I looked away. I felt so damn tired. So empty. I’d only been away from him for a few days, and granted, they were terrible, exhausting days, but… Maybe I was just getting older. Every day I got a little slower, and the people I fought got a little faster. I’d run into those humans on Paradise. Humans who could’ve killed me. When had that ever been a possibility before?
“We should go see Water,” I said, standing up. I was worrying myself about things that hadn’t happened yet. What was important was that I save Horace. He would still care about me. He’d still love me, no matter what happened. As long as I wasn’t too late.
The old hotel was still there. It had been upgraded, at some point, to a more modern motor lodge. There were a handful of cars in the courtyard, which was surprising. An old and apparently thriving auto repair shop sat across the road from it. We walked in, and met the young, pale, Nordically blonde woman standing at the desk. She smelled like a house, and I suspected she was one of the old house-gods who had gotten a bit too big for one house. Wendy leaned up on the desk, and glared up at the woman. “I want to talk to your manager.”
A few minutes later, Wendy and I stood in one of the hotel’s bedrooms with the elemental incarnation of Water. I glared at her. “If you’re going to give me the speech about the Horsemen and the Sisters and the balance and all that stuff, don’t.”
“I had no such plans. You know a lot, now, Bastet.” Water looked to the side, her eyes dropped. “I’m sorry you had to find out that way. About Famine, and everything else.”
I waved a hand. “It’s Betty. And I always knew I was special. Famine wasn’t the most important part of that. Besides, my job is still my job.” I rested my hands atop the bed, leaning in. “What do you know?”
“Not much. Not enough, to be blunt. You know how the Lost Gods are.” She was quiet for a moment, and looked away. “I have little influence over Atlantis. Ku-thule and Yam Hamawet have corrupted the place. I fear that the entire dimension is on the verge of shattering.”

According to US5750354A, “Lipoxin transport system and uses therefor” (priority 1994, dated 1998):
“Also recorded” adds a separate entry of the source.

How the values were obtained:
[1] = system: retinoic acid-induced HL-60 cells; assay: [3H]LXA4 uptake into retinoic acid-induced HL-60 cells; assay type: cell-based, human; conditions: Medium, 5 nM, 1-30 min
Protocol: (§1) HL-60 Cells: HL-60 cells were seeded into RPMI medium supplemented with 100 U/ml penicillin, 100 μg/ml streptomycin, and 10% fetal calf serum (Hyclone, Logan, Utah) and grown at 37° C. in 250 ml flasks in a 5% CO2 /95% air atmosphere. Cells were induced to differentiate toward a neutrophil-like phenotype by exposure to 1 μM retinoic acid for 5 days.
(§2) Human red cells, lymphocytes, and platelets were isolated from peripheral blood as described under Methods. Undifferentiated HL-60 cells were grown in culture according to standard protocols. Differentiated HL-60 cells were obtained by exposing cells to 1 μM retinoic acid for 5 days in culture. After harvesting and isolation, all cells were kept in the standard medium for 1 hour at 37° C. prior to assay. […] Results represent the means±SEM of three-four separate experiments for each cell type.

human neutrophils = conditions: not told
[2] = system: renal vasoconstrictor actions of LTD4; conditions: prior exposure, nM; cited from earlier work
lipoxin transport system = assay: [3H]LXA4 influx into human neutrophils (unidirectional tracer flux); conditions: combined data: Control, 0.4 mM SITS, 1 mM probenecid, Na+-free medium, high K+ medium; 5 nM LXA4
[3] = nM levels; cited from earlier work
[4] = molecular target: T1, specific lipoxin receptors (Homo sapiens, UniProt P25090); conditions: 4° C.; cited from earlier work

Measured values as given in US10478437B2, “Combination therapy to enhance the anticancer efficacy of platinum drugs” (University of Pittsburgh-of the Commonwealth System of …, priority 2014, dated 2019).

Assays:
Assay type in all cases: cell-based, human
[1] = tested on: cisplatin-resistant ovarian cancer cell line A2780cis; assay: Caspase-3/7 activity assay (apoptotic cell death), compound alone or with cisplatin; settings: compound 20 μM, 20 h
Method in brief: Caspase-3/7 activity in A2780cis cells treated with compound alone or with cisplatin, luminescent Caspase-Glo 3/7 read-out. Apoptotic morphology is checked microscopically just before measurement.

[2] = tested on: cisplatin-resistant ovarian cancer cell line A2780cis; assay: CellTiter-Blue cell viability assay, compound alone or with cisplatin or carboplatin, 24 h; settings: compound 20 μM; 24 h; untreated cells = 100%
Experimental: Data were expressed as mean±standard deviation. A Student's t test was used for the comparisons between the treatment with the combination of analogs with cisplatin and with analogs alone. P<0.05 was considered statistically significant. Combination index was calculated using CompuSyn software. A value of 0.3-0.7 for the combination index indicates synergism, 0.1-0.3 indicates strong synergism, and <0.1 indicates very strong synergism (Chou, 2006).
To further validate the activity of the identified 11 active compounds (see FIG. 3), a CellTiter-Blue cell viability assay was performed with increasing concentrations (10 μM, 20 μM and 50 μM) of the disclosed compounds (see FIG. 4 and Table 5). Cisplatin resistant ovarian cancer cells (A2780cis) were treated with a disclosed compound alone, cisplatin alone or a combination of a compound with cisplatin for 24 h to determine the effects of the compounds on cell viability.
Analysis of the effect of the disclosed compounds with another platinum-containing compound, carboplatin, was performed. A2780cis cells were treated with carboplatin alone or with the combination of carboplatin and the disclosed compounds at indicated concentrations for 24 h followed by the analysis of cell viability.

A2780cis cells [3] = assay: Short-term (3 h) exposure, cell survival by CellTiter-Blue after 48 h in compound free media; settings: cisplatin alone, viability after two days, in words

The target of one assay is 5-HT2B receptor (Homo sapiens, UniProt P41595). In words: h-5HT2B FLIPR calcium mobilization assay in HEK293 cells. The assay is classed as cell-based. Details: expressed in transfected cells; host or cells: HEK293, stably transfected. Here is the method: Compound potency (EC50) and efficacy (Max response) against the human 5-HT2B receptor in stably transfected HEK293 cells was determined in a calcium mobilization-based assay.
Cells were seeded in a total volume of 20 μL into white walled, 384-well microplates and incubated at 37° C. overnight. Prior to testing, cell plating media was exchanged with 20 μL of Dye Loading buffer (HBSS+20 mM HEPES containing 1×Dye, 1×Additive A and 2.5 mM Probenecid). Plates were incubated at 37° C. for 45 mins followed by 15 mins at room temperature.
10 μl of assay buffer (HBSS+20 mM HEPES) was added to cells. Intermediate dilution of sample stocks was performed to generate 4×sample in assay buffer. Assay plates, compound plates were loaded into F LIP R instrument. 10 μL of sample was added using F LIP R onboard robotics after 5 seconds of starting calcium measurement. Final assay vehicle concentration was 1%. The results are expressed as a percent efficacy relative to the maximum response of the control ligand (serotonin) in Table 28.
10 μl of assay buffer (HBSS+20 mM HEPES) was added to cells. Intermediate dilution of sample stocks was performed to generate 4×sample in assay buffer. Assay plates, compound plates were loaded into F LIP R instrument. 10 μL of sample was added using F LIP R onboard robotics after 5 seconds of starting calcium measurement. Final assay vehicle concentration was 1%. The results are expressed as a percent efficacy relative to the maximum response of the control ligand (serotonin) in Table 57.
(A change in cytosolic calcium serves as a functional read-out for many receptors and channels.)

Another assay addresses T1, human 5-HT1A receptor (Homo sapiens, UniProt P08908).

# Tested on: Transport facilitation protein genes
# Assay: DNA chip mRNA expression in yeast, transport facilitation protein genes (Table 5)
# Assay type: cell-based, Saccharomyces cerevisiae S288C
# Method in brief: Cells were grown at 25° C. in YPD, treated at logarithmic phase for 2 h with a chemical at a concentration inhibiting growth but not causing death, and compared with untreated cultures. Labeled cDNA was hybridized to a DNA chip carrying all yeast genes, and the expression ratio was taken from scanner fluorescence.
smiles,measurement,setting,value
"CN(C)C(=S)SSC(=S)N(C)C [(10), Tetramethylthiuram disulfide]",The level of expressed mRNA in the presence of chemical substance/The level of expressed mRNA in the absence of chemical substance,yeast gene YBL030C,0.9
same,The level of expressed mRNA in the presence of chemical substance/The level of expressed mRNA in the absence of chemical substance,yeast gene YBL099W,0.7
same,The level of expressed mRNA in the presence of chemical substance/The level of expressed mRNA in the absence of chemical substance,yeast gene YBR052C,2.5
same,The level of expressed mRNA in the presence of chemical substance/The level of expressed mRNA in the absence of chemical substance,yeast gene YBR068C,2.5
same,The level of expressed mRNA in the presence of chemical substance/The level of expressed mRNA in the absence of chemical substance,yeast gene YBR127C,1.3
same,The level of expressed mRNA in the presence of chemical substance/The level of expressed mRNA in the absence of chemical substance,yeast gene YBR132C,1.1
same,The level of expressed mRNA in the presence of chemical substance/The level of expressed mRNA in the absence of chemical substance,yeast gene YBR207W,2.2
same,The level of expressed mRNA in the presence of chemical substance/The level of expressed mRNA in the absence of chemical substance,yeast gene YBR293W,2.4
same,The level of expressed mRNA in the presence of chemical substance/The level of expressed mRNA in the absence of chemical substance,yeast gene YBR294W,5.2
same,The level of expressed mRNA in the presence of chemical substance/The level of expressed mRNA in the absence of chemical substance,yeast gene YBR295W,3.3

“Shattering?” I asked, an eyebrow raised. “That can happen?”
“I don’t know. I haven’t known it to happen before. But strange things are happening in our world.” She tilted her head to the side. “Betty, I might be able to open a way for you. But you’d be a long way from the palace proper.” She was quiet for a moment, and opened her mouth, as though there was something she wanted to say. Then she closed it.
“What are you hiding?” I asked, amicably. The Sisters were like this, always weighing their words carefully. Foolish decisions on their part had consequences for everyone, and unlike me, they had never acquired the confidence that they would be able to fix those problems too.
“Nothing. Just… When you see Horace… Be careful. Okay? He’s had a very hard time with you gone.” She looked away. “He’s not as safe as you think he is, Betty.”
“Is he in danger?” I asked, a little notch of panic in my voice, that I tried very successfully to hide.
“That’s not what I mean. He’s dangerous, Betty.”
I stared for a moment. Then I laughed. “Horace?! Dangerous? Water, I’ve never met a more compassionate, gentle person in my life.”
“Yes,” said Water. She looked down at her hands. “Just please be careful, Betty. I’m worried that he is on a precipice. The wrong thing said, the wrong words… Remember what his uncle was able to do.”
I looked down at my leg. The scar was still there. Faint, barely visible, but still there. Where that horrid black knife that Randall Creed carried on him had nearly killed me. “He is not his uncle.”
“I hope you’re right.” Water stood up, and waved us towards the bathroom. She knelt down, and turned on the faucet, the bathtub filling with water. My ears flattened. “Betty, please, don’t make a fuss about this.”
“I’ll be fine,” I hissed, arms crossed, shoulders tense. “But I don’t have to like it.” I frowned. “There are a lot of lost gods held in captivity in Atlantis. What happens to them if it shatters?”
“Nothing good,” said Water. “For any of us, that is. Best case scenario is that they are scattered far and wide to unknown places, where any fool might reawaken them with a moment’s lack of caution.”